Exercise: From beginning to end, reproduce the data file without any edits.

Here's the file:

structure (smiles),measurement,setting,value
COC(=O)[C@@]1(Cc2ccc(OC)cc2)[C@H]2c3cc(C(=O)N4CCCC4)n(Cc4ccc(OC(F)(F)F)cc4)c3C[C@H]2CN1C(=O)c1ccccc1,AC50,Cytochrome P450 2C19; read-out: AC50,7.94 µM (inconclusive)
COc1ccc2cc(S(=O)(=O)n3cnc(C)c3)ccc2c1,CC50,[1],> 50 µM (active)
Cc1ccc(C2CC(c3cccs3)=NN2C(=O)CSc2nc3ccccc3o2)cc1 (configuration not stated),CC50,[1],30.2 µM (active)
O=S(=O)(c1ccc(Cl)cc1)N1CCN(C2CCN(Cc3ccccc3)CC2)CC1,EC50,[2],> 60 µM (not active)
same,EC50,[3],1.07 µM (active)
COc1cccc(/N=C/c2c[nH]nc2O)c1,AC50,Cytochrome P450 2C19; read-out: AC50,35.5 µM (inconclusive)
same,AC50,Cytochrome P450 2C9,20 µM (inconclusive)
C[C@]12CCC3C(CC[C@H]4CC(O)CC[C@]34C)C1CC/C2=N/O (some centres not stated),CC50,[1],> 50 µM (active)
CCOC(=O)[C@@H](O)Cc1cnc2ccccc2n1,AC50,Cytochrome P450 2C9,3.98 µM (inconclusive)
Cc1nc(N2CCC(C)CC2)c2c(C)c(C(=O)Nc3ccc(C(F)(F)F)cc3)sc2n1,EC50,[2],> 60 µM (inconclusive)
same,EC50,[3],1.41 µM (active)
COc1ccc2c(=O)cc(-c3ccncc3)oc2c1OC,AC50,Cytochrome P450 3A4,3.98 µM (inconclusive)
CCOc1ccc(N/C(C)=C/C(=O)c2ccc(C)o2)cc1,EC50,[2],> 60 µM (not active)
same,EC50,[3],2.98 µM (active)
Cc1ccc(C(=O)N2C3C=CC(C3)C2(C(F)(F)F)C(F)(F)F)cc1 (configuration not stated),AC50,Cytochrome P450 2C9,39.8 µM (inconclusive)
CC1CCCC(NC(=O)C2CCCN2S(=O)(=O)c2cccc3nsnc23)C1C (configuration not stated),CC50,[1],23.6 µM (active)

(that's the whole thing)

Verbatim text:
structure (smiles),measurement,setting,value
COC(=O)[C@@]1(Cc2ccc(OC)cc2)[C@H]2c3cc(C(=O)N4CCCC4)n(Cc4ccc(OC(F)(F)F)cc4)c3C[C@H]2CN1C(=O)c1ccccc1,AC50,Cytochrome P450 2C19; read-out: AC50,7.94 µM (inconclusive)
COc1ccc2cc(S(=O)(=O)n3cnc(C)c3)ccc2c1,CC50,[1],> 50 µM (active)
Cc1ccc(C2CC(c3cccs3)=NN2C(=O)CSc2nc3ccccc3o2)cc1 (configuration not stated),CC50,[1],30.2 µM (active)
O=S(=O)(c1ccc(Cl)cc1)N1CCN(C2CCN(Cc3ccccc3)CC2)CC1,EC50,[2],> 60 µM (not active)
same,EC50,[3],1.07 µM (active)
COc1cccc(/N=C/c2c[nH]nc2O)c1,AC50,Cytochrome P450 2C19; read-out: AC50,35.5 µM (inconclusive)
same,AC50,Cytochrome P450 2C9,20 µM (inconclusive)
C[C@]12CCC3C(CC[C@H]4CC(O)CC[C@]34C)C1CC/C2=N/O (some centres not stated),CC50,[1],> 50 µM (active)
CCOC(=O)[C@@H](O)Cc1cnc2ccccc2n1,AC50,Cytochrome P450 2C9,3.98 µM (inconclusive)
Cc1nc(N2CCC(C)CC2)c2c(C)c(C(=O)Nc3ccc(C(F)(F)F)cc3)sc2n1,EC50,[2],> 60 µM (inconclusive)
same,EC50,[3],1.41 µM (active)
COc1ccc2c(=O)cc(-c3ccncc3)oc2c1OC,AC50,Cytochrome P450 3A4,3.98 µM (inconclusive)
CCOc1ccc(N/C(C)=C/C(=O)c2ccc(C)o2)cc1,EC50,[2],> 60 µM (not active)
same,EC50,[3],2.98 µM (active)
Cc1ccc(C(=O)N2C3C=CC(C3)C2(C(F)(F)F)C(F)(F)F)cc1 (configuration not stated),AC50,Cytochrome P450 2C9,39.8 µM (inconclusive)
CC1CCCC(NC(=O)C2CCCN2S(=O)(=O)c2cccc3nsnc23)C1C (configuration not stated),CC50,[1],23.6 µM (active)